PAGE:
First Edition: December 20, 2011
In today's headlines, the Capitol Hill deadlock continues over the payroll tax cut extension. Also in the news, the Department of Health and Human Services announces its picks for "pioneers" to test a new health care model and the Supreme Court announces it will hear arguments in March regarding challenges to the health law.
Kaiser Health News: Medicare Penalties For Readmissions Could Be A Tough Hit On Hospitals Serving The Poor
Kaiser Health News staff writer Jordan Rau, working in collaboration with The Washington Post, reports: "Medicare is preparing to penalize hospitals with frequent potentially avoidable readmissions, which by one estimate cost the government $12 billion a year. Medicare's aim is to prod hospitals to make sure patients get the care they need after discharge. But this new policy is likely to disproportionately affect hospitals that treat the most low-income patients, according to a Kaiser Health News analysis of data from the Centers for Medicare & Medicaid Services" (Rau, 12/19). Check out the interactive chart that details readmission rates and poverty levels for individual hospitals as well as the methodology used in this analysis and a video about the revolving door of readmissions.
Kaiser Health News: Insuring Your Health: Some Hospitals Turn To Post-Discharge Clinics To Help Hold Down Readmissions
In her latest Kaiser Health News consumer column, Michelle Andrews offers an additional take on hospital readmissions: "For patients, the transition from hospital to home is a critical time. Discharged with follow-up instructions and often a fistful of medications, many need medical guidance. But too often a smooth handoff to a primary-care physician doesn't happen, and small recovery glitches become larger ones. The result: In short order the patient is often back in the hospital" (12/20).
Kaiser Health News: Capsules: 32 'Pioneers' Selected To Test New Healthcare Model For Seniors
Now on Kaiser Health News' blog, Christian Torres reports: "Thirty-two groups were named Monday to test a new health care model, called for in the health care law, which is designed to improve care for seniors while reducing costs" (12/19). Check out what else is on the blog.
The New York Times: House Set To Vote Down Payroll Tax Cut Extension
A core group of conservative House members … have balked all year at short-term spending agreements, including proposed legislation to raise the debt ceiling and bills to increase disaster funding. It remained far from clear Monday night how, or whether, the tax cuts would be extended for 160 million workers and millions of unemployed Americans would continue to get jobless benefits next year. … The impasse began over the weekend when House Republicans said they would reject the Senate measure, which passed 89 to 10. It would, for two months, extend the payroll tax cut, continue unemployment benefits and prevent a cut in fees paid to doctors who accept Medicare, and would allow lawmakers and the White House time to work out their differences on how to pay for a yearlong extension (Steinhauer and Pear, 12/19).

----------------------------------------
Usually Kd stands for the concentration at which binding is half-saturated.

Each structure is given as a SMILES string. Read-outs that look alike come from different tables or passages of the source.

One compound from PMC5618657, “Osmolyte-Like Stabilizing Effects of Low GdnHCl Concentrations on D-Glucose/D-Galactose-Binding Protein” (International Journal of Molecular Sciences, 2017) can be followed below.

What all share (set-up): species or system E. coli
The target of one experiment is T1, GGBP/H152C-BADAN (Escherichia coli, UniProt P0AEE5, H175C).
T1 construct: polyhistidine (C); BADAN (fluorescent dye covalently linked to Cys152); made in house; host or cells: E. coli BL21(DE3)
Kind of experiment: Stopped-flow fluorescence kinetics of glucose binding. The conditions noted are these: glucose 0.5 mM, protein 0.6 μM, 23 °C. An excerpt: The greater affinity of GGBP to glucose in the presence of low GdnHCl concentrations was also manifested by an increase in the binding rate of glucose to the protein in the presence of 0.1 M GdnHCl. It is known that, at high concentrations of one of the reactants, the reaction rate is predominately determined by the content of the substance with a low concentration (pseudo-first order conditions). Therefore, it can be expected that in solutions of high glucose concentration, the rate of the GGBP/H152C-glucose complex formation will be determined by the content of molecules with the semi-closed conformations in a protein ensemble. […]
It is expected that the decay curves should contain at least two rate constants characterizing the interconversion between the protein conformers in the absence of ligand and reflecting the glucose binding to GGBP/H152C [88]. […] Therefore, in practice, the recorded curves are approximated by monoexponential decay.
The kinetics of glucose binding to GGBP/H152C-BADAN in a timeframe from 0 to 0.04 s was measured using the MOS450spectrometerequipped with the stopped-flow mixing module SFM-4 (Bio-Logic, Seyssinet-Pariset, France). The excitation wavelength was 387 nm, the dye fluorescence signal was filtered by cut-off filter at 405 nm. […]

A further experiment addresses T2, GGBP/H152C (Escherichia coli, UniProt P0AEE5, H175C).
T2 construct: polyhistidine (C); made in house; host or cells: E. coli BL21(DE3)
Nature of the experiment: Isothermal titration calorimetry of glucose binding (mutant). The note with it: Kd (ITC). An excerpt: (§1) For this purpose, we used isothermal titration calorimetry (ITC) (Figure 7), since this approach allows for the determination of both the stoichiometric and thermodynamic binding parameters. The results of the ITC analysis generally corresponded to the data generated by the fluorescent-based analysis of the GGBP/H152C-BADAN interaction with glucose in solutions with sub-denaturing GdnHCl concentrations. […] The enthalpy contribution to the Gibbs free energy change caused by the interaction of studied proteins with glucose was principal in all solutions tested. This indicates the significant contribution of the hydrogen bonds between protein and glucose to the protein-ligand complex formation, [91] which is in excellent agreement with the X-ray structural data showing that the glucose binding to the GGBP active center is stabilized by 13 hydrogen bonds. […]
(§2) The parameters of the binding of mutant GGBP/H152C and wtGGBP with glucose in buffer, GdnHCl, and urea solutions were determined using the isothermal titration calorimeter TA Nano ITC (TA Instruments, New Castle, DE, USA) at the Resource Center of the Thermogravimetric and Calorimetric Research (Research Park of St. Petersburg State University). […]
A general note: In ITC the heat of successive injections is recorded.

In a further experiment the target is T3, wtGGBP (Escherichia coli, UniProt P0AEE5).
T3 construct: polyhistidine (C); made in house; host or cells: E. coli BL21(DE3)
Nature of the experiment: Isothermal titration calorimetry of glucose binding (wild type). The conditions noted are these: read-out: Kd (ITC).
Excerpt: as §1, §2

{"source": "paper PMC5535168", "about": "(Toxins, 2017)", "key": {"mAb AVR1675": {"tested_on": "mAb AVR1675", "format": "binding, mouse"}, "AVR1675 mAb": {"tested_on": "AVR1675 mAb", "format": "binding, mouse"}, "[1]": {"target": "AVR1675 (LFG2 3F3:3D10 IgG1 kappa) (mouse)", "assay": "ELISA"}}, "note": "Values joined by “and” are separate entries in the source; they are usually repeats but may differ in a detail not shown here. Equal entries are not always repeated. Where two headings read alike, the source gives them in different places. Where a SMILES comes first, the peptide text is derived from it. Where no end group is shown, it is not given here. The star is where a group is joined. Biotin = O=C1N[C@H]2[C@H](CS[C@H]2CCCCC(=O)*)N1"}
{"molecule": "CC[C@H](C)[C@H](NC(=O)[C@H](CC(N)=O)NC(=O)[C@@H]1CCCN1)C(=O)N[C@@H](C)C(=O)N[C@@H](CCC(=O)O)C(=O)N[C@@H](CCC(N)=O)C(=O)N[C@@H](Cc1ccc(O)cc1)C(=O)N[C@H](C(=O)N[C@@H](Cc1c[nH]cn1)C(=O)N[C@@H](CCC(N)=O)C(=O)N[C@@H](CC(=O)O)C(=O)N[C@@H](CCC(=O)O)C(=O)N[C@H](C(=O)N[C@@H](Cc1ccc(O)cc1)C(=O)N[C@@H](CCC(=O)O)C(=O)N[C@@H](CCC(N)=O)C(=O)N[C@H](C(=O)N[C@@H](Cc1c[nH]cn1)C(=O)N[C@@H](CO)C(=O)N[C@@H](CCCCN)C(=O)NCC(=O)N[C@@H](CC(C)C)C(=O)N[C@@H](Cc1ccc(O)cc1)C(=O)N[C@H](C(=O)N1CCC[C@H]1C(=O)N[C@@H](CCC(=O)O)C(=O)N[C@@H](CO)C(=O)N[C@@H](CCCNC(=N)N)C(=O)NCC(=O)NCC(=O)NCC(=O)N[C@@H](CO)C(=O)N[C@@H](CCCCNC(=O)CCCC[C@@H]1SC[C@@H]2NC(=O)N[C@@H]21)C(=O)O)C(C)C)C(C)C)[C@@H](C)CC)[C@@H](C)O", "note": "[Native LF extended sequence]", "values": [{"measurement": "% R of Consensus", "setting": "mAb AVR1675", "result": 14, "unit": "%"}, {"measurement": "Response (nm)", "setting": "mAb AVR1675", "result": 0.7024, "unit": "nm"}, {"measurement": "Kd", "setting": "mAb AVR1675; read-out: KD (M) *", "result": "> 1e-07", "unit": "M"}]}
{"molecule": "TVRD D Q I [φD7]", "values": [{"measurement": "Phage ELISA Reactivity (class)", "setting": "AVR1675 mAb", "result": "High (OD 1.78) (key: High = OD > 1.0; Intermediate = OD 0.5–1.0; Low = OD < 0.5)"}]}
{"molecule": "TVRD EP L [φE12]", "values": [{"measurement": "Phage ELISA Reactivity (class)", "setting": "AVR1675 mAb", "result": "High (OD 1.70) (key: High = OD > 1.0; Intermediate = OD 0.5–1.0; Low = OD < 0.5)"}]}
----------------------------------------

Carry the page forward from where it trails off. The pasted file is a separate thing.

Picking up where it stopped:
Los Angeles Times: House GOP Postpones Vote To Extend Payroll Tax Cut
Fellow Republicans are increasingly anxious with their House colleagues' position -- especially after the Senate overwhelmingly approved the compromise package in a rare Saturday vote. Many Americans are strapped for cash this holiday season, and the package included the tax break as well as an extension of unemployment benefits that also expire at the end of the year and prevents a pay cut for doctors who treat Medicare patients (Mascaro and Hennessey, 12/19).
The Washington Post: House Republicans Intent On Killing Senate Payroll Tax Cut Deal
For the first time in a month of partisan sparring over the tax break, neither party appeared confident that the issue would be resolved, averting a January tax increase for 160 million American workers. … President Obama has made extending the expiring one-year payroll tax holiday his year-end priority. … If the tax holiday is not extended, payroll taxes will jump from 4.2 percent to 6.2 percent in January, costing the average family $1,000 next year. The Senate package also includes provisions that would extend jobless benefits for millions of unemployed Americans and avert a cut in reimbursement rates for doctors who treat Medicare patients (Helderman, Kane and Sonmez, 12/19).